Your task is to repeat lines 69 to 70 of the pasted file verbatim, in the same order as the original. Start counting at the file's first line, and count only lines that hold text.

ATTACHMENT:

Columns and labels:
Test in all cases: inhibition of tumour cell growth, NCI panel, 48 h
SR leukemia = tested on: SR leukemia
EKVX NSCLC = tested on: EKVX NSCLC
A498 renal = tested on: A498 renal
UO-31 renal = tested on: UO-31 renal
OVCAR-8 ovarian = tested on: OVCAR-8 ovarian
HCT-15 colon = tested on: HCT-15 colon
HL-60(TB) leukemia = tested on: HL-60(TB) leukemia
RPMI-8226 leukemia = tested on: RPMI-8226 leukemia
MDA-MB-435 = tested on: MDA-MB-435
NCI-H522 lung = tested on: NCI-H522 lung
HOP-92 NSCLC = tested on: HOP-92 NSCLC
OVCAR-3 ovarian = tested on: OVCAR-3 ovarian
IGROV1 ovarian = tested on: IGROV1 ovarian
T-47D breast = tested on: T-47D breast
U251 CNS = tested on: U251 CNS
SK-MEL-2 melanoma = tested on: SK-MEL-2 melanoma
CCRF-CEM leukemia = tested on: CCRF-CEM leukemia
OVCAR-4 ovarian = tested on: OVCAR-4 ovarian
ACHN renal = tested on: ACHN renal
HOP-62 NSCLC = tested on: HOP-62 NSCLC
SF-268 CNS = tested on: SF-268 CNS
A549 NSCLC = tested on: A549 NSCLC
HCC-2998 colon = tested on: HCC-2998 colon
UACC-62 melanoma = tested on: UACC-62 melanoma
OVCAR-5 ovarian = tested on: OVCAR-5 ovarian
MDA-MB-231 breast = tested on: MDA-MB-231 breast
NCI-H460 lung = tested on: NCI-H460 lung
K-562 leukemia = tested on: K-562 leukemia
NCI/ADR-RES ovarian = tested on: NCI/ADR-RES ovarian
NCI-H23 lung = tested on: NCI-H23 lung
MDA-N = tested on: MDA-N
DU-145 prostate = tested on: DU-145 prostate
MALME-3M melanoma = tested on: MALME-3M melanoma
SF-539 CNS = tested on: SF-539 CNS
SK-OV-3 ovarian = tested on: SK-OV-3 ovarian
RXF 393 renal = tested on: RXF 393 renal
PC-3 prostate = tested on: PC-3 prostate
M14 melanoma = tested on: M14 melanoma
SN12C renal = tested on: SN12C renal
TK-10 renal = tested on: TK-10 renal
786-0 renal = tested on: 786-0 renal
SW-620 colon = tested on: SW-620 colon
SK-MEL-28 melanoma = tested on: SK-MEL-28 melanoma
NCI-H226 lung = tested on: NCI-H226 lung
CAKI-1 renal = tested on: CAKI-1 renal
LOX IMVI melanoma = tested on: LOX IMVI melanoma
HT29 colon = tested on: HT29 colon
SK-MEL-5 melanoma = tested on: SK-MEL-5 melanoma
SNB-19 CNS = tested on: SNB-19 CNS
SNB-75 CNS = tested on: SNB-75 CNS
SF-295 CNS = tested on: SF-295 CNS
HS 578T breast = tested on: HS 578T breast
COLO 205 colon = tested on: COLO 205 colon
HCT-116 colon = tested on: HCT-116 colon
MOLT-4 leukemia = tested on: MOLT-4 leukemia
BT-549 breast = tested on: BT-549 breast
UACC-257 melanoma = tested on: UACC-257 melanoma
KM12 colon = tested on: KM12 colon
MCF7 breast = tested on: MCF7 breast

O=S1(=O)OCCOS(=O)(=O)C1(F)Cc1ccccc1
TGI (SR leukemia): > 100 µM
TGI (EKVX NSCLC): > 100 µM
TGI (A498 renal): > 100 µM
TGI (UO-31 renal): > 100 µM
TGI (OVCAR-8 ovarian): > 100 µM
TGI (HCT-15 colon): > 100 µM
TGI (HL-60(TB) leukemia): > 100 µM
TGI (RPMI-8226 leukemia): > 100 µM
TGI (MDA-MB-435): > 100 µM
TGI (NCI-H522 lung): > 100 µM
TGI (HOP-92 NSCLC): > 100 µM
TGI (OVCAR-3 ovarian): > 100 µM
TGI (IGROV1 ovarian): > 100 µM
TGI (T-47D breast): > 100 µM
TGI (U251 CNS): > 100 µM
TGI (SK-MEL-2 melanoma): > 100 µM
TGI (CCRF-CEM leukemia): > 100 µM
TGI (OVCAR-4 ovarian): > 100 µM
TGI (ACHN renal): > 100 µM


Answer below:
TGI (HL-60(TB) leukemia): > 100 µM
TGI (RPMI-8226 leukemia): > 100 µM